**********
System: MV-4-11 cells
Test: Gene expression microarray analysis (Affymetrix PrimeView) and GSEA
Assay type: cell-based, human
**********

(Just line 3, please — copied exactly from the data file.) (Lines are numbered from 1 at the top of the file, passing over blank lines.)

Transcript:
Assay type: cell-based, human